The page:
Whether hooking a crawler piece or fathead minnow on a No. 12 hook under a small float or foraging for morel mushrooms with family, people are remembering their roots in the outdoors.
With the stay-at-home edicts, the shift toward more traditional pursuits of foraging, fishing for food as much as for sport, and hunting for food as much as for sport morph into more than childhood memories.
“Oh, yeah, I think with this whole thing going on, I noticed an increase in fishing,’’ said Greg Dickson, proprietor of Triangle Sports and Marine in Antioch. “It is like during the oil embargo and the market crash, people come back to fishing, a grass-roots activity. I have been doing this a long time, so it doesn’t seem much different than those other times [of crisis].’’
He sees the shift.
“Long term, I think this will be positive,’’ he said. “People grew up doing this, then life gets in the way, now they come back to it, a grass-roots thing.’’
“There’s a food aspect, we’re facilitating Mother Nature’s cupboard,’’ said Dave Kranz, owner of Dave’s Bait and Tackle in Crystal Lake.
He said already this spring he has went out and caught 10 meals of fish for members of his extended family.
“I know guys who say they are having crappie for breakfast, normally they would be working in the morning,’’ Kranz said. “I believe the outdoor grocery store is open.’’
One thing Kranz has noticed is that even some longtime anglers are so used to catch-and-release that nobody has taught them how to clean and fillet fish.
Early on, the shutdown of the lakefront put a knife in fishing around Chicago.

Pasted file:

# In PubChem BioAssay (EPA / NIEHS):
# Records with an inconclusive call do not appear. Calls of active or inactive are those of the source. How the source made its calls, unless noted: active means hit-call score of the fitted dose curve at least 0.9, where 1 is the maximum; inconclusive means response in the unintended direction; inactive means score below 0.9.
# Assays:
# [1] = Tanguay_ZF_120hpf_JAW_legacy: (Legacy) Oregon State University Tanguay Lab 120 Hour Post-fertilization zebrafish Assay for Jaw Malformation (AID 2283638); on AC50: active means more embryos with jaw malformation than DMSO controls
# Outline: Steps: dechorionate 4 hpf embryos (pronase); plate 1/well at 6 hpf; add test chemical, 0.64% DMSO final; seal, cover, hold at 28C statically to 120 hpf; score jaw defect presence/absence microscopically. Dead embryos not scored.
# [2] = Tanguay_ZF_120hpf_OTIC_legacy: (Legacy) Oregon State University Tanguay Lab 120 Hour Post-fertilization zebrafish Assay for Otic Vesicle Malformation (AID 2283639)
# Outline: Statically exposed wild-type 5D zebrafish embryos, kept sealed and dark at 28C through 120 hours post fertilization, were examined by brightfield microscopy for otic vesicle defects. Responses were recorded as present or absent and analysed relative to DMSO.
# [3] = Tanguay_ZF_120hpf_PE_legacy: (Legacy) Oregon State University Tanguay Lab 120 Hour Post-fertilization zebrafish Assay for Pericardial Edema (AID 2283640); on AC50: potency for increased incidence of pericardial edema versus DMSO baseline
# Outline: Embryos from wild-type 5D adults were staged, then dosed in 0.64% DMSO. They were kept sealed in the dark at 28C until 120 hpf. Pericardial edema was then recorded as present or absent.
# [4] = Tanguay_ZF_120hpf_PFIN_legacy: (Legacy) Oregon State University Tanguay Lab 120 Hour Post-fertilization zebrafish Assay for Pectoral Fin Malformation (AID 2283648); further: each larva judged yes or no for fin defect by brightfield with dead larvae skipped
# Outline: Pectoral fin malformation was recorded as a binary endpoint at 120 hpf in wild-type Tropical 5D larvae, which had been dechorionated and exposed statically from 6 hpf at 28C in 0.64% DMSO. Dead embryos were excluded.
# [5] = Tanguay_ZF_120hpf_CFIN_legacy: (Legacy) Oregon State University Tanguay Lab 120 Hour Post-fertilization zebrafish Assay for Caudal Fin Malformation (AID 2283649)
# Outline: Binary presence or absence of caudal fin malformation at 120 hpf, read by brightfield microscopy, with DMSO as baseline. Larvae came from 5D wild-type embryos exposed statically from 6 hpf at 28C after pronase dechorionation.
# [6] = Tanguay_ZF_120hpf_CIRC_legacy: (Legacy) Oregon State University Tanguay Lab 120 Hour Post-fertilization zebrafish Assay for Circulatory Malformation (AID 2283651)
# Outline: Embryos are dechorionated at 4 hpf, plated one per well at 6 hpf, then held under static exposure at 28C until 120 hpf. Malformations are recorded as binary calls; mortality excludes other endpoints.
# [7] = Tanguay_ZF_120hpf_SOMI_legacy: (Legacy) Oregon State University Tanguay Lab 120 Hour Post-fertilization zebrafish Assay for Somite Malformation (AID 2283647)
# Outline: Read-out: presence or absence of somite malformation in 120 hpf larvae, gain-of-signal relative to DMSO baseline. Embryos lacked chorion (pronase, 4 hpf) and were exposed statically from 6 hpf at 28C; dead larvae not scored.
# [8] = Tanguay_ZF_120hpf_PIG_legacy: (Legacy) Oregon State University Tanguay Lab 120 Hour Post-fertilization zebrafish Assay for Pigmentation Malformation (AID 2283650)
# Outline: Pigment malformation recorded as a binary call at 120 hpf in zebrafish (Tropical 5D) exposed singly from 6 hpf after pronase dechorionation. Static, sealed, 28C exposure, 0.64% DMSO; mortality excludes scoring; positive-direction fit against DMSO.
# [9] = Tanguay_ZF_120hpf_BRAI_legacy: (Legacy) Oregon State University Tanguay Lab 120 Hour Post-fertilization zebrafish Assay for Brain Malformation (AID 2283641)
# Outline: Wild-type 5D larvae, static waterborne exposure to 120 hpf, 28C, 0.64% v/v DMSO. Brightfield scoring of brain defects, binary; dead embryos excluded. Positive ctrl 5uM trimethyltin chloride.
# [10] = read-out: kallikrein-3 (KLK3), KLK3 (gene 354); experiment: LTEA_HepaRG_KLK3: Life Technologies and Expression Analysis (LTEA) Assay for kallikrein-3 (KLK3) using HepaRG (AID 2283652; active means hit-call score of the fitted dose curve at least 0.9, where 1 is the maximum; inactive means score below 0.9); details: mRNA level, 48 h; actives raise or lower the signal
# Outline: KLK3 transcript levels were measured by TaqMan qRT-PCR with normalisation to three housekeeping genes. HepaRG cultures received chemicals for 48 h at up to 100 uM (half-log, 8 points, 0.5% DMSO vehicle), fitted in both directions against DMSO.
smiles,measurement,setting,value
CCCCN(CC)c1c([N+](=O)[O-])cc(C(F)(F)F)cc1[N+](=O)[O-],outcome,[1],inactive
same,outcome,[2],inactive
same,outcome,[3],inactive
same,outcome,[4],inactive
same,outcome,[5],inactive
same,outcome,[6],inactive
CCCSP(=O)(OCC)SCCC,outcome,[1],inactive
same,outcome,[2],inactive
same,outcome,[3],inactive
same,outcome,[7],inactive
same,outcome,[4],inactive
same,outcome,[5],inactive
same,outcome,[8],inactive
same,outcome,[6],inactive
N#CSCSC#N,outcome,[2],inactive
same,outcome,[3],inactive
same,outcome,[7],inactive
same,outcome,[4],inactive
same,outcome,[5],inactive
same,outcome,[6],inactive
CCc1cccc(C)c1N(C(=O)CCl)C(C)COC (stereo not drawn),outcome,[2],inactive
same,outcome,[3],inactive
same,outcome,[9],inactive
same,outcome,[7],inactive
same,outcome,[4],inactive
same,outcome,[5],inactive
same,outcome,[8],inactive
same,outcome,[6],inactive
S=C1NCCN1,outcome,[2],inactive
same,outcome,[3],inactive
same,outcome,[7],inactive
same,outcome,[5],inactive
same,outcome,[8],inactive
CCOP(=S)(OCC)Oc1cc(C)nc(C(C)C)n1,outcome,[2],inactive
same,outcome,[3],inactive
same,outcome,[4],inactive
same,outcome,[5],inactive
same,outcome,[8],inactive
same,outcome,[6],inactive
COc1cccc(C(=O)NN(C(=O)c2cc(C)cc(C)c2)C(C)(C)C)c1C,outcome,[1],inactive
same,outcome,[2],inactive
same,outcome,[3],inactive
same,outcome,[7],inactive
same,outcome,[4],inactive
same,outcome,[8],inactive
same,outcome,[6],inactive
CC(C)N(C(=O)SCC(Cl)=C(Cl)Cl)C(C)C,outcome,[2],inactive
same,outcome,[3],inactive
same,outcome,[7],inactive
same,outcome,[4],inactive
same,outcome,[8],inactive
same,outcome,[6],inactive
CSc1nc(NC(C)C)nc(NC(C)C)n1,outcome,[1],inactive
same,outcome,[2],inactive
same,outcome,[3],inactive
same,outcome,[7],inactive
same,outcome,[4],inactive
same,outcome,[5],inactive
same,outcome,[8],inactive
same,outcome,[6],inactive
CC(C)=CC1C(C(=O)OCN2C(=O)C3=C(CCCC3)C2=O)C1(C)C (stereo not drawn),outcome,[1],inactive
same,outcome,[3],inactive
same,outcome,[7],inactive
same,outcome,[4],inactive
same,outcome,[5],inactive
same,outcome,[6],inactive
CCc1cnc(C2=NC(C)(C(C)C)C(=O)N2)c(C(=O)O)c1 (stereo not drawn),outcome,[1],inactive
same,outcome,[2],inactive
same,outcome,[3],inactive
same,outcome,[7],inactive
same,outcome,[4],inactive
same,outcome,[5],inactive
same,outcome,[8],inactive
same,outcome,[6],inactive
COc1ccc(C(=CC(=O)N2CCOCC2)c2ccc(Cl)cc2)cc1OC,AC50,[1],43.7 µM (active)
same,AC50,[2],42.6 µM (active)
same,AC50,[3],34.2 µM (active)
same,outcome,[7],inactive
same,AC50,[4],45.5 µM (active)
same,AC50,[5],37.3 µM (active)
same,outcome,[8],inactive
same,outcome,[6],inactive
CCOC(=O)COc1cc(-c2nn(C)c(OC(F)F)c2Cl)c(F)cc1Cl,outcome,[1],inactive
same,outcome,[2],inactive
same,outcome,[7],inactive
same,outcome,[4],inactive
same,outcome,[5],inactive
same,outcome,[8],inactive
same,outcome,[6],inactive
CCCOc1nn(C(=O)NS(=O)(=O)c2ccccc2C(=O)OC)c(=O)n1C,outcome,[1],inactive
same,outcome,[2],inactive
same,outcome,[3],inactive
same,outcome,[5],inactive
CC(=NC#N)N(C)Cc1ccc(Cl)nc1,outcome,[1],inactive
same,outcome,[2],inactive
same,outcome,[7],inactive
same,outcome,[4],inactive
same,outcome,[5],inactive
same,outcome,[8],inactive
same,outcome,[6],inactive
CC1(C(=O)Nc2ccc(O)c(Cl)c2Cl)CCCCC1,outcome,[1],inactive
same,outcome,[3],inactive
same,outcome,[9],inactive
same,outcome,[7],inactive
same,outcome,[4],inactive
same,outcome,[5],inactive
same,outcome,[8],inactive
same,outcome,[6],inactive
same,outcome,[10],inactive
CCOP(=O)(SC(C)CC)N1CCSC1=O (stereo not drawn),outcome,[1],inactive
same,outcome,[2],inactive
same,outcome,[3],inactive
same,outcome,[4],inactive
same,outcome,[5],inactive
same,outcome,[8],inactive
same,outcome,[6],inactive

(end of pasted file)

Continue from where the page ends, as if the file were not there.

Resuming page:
“But the forest preserves are pretty damn busy,’’ noted Tom Palmisano, one of the owners of Henry’s Sports and Bait in Bridgeport. “I see a bump in fishing. People are fishing other places. Lakefront fishermen aren’t doing much. The rest of the world is fishing. People are buying fishing licenses who haven’t bought them in their lives. They are using fishing as a way to get out and recreate. If weather is good, people are coming out.’’
Numbers back that up.
On Wednesday, Rachel Torbert, deputy director for the Illinois Department of Natural Resources, emailed, “To date, we are up approximately 13,000 fishing licenses for the year.’’
She emailed that sales of hunting and hunting/fishing combo licenses ‘‘are steady.’’
Rich Sleziak texted that Slez’s Bait in Lake Station, Indiana, is the busiest he has seen it in 33 years.
“People fishing every body of water,’’ he texted. “Busy all day, every day, rain or shine.’’
The fishing-license numbers from Indiana are skewed because Indiana made its 2019-20 licenses valid through June 4. The number from Indiana that jumps out is an increase of more than 25 percent in spring turkey licenses to 28,334 in 2020 from 22,553 in 2019.
“Indiana has seen a small increase in overall spring turkey licenses the first week of spring turkey season over the past five years, including this one,’’ emailed Marty Benson, spokesman for the Indiana DNR. “We don’t know the specific reasons; however, research has shown that hunters report lack of time as one barrier to hunting. With the pandemic, with other activities being postponed or canceled, one factor could be that hunters may be finding more time to hunt. Also, the good weather we had on opening day this year could be a factor.’’
Only two trends in outdoor pursuits stick in my memory in recent decades with the kind of jump shown in Indiana’s turkey hunting.
“The Hunger Games’’ movie came out in 2012. Archery participation rose 20 percent within a few years, according to an Archery Trade Association story. I can attest to the impact “The Hunger Games’’ had on young women and girls. Our daughter, just entering her teens, became involved in archery for years. I started shopping for a Mathews bow to get her into bowhunting. She stopped short of that, apparently that is part of another trend for another day.
The movie “A River Runs Through It’’ came out in 1992. Brad Pitt made fly fishing cool. Forbes credited it with a 60-percent increase in the fly-fishing industry.
As to whether the shift to more traditional outdoors pursuits will stick, Kranz said, “I have seen a lot of teenagers, 16 and 17, that have never bought a license before. There’s no baseball, nothing else for them to do. I have sold a lot of entry-level push-button combos. It is going to stick. Some of these will stay with it.’’